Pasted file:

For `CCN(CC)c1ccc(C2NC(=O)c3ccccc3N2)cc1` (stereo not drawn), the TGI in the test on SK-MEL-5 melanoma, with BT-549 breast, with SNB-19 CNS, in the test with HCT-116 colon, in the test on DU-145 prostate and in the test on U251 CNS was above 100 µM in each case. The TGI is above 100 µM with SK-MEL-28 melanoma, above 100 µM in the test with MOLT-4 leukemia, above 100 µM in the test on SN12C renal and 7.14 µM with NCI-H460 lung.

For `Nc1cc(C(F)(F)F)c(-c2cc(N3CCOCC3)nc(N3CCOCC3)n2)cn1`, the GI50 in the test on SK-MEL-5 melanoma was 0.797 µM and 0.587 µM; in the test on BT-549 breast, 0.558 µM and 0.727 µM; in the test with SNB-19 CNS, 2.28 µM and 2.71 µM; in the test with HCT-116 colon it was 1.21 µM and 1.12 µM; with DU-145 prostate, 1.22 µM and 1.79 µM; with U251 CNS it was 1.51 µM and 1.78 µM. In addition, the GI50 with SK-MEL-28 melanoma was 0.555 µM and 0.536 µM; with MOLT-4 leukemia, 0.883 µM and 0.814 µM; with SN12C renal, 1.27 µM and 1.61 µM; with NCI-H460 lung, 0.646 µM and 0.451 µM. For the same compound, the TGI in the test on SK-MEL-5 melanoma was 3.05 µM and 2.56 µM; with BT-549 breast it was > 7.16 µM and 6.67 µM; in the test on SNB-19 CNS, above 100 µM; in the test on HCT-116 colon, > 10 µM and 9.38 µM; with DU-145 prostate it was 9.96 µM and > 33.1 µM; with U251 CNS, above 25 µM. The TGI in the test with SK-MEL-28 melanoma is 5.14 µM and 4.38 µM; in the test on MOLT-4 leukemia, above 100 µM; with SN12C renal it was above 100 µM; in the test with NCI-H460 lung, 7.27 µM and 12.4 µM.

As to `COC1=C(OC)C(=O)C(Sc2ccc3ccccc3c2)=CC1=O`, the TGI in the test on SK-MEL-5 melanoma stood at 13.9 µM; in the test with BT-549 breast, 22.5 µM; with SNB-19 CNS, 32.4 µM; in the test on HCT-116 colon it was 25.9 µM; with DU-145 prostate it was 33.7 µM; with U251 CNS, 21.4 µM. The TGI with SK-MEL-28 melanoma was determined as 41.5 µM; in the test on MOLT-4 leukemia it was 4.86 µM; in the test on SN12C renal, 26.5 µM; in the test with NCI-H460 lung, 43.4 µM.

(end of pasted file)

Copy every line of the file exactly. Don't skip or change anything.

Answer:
For `CCN(CC)c1ccc(C2NC(=O)c3ccccc3N2)cc1` (stereo not drawn), the TGI in the test on SK-MEL-5 melanoma, with BT-549 breast, with SNB-19 CNS, in the test with HCT-116 colon, in the test on DU-145 prostate and in the test on U251 CNS was above 100 µM in each case. The TGI is above 100 µM with SK-MEL-28 melanoma, above 100 µM in the test with MOLT-4 leukemia, above 100 µM in the test on SN12C renal and 7.14 µM with NCI-H460 lung.

For `Nc1cc(C(F)(F)F)c(-c2cc(N3CCOCC3)nc(N3CCOCC3)n2)cn1`, the GI50 in the test on SK-MEL-5 melanoma was 0.797 µM and 0.587 µM; in the test on BT-549 breast, 0.558 µM and 0.727 µM; in the test with SNB-19 CNS, 2.28 µM and 2.71 µM; in the test with HCT-116 colon it was 1.21 µM and 1.12 µM; with DU-145 prostate, 1.22 µM and 1.79 µM; with U251 CNS it was 1.51 µM and 1.78 µM. In addition, the GI50 with SK-MEL-28 melanoma was 0.555 µM and 0.536 µM; with MOLT-4 leukemia, 0.883 µM and 0.814 µM; with SN12C renal, 1.27 µM and 1.61 µM; with NCI-H460 lung, 0.646 µM and 0.451 µM. For the same compound, the TGI in the test on SK-MEL-5 melanoma was 3.05 µM and 2.56 µM; with BT-549 breast it was > 7.16 µM and 6.67 µM; in the test on SNB-19 CNS, above 100 µM; in the test on HCT-116 colon, > 10 µM and 9.38 µM; with DU-145 prostate it was 9.96 µM and > 33.1 µM; with U251 CNS, above 25 µM. The TGI in the test with SK-MEL-28 melanoma is 5.14 µM and 4.38 µM; in the test on MOLT-4 leukemia, above 100 µM; with SN12C renal it was above 100 µM; in the test with NCI-H460 lung, 7.27 µM and 12.4 µM.

As to `COC1=C(OC)C(=O)C(Sc2ccc3ccccc3c2)=CC1=O`, the TGI in the test on SK-MEL-5 melanoma stood at 13.9 µM; in the test with BT-549 breast, 22.5 µM; with SNB-19 CNS, 32.4 µM; in the test on HCT-116 colon it was 25.9 µM; with DU-145 prostate it was 33.7 µM; with U251 CNS, 21.4 µM. The TGI with SK-MEL-28 melanoma was determined as 41.5 µM; in the test on MOLT-4 leukemia it was 4.86 µM; in the test on SN12C renal, 26.5 µM; in the test with NCI-H460 lung, 43.4 µM.